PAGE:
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Antimicrobial resistance in faecal samples from buffalo, wildebeest and zebra grazing together with and without cattle in Tanzania

Katakweba, A.A.S., Møller, K.S., Muumba, J., Muhairwa, A.P., Damborg, P., Rosenkrantz, J.T., Minga, U.M., Mtambo, M.M.A., Olsen, J.E.
Journal of applied microbiology 2015 v.118 no.4 pp. 966-975
Enterococcus, Escherichia coli, antibiotic resistance, buffaloes, cattle, cefotaxime, coliform bacteria, enrofloxacin, feces, genes, grazing, national parks, quantitative polymerase chain reaction, risk, wildebeest, wildlife, zebras, Tanzania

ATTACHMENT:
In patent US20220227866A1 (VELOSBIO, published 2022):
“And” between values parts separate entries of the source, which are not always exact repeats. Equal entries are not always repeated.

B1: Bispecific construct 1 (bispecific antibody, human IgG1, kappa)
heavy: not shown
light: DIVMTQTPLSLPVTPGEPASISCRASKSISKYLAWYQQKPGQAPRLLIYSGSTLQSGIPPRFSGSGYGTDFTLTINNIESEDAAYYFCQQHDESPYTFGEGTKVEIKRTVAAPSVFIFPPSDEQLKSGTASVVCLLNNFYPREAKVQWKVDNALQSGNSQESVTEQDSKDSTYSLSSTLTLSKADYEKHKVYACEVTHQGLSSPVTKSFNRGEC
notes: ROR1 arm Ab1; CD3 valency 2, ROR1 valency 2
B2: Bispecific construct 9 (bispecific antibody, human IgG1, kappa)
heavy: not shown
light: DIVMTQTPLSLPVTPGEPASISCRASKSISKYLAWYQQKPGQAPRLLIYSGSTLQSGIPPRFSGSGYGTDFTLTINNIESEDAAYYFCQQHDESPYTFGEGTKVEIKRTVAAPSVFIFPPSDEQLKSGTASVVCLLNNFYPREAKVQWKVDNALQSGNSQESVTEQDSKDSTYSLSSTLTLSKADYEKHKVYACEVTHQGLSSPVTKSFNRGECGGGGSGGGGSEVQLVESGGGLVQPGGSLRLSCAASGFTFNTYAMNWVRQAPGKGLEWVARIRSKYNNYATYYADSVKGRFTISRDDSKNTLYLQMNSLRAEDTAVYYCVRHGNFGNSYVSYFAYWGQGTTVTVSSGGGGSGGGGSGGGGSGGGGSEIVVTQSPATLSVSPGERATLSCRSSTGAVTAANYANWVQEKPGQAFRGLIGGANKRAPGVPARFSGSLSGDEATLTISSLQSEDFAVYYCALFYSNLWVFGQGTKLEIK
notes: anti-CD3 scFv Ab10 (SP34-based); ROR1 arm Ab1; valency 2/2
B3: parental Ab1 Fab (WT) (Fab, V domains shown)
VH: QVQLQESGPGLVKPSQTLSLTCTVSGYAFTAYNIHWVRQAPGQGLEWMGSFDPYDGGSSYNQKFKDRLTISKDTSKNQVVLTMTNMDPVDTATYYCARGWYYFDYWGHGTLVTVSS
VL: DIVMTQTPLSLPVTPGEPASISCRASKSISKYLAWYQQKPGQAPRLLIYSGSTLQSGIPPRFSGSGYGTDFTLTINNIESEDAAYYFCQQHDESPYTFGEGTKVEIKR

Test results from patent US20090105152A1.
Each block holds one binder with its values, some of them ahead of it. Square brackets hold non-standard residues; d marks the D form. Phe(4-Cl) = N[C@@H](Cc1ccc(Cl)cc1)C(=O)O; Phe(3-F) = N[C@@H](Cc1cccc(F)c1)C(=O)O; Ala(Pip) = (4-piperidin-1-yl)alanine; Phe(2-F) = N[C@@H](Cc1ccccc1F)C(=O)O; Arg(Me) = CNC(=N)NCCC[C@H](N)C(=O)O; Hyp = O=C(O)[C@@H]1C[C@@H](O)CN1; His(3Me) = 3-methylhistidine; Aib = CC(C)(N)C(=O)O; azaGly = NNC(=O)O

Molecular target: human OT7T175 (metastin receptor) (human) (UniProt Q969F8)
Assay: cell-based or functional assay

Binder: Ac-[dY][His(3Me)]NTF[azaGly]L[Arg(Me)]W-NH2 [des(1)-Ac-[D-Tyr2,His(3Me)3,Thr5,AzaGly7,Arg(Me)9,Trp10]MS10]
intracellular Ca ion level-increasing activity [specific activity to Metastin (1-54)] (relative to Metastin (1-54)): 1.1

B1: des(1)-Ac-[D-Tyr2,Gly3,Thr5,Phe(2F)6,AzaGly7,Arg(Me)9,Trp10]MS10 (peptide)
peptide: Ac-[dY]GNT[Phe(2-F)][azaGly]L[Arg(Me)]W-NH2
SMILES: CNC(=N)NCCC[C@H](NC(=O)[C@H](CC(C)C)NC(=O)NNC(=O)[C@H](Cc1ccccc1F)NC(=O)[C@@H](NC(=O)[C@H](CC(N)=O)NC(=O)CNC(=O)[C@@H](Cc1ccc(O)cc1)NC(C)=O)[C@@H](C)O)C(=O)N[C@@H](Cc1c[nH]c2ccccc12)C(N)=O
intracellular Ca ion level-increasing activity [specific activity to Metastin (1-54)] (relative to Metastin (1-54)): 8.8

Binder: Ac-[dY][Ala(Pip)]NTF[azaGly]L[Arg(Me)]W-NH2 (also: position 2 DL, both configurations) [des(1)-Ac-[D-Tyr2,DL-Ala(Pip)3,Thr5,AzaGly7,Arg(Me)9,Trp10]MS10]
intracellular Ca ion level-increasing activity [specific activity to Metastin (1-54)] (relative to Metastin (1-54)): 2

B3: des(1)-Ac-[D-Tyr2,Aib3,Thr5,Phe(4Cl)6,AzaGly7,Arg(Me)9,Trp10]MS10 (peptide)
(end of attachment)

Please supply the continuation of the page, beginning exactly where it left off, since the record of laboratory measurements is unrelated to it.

AIM: The aim of this study was to determine whether the practice of co‐grazing with cattle and wild life constitutes a risk of transmission of antibiotic resistant bacteria to wild ungulates. METHODS AND RESULTS: Faecal samples were collected from buffalo (n = 35), wildebeest (n = 40), zebra (n = 40) and cattle (N = 20) from Mikumi National Park, Tanzania (MNP), where cattle is prohibited and from Ngorongoro Conservation Area (NCA) where co‐grazing is practiced. The number of coliforms and enterococci resistant to selected antibiotics was determined. Wild life generally harboured higher number of resistant Escherichia coli and Enterococci than cattle, but with no general influence in wild life of co‐grazing with cattle. Vancomycin‐resistant Enterococci were detected in wild life samples, and E. coli resistant to cefotaxime and enrofloxacin were observed among isolates from all wild life, but not from cattle. Culture independent estimates of the number of sulII gene copies obtained by qPCR did not differ between wild life from the two sample sites, while tetW was significantly higher in samples from MPN than from NCA. CONCLUSIONS: Antibiotic resistant bacteria were not more frequently found in ungulates grazing together with cattle than ungulates without this interaction. SIGNIFICANCE AND IMPACT OF THE STUDY: This study did not indicate that transmission of antibiotic resistant bacteria is a frequent event following co‐grazing of wild life and cattle.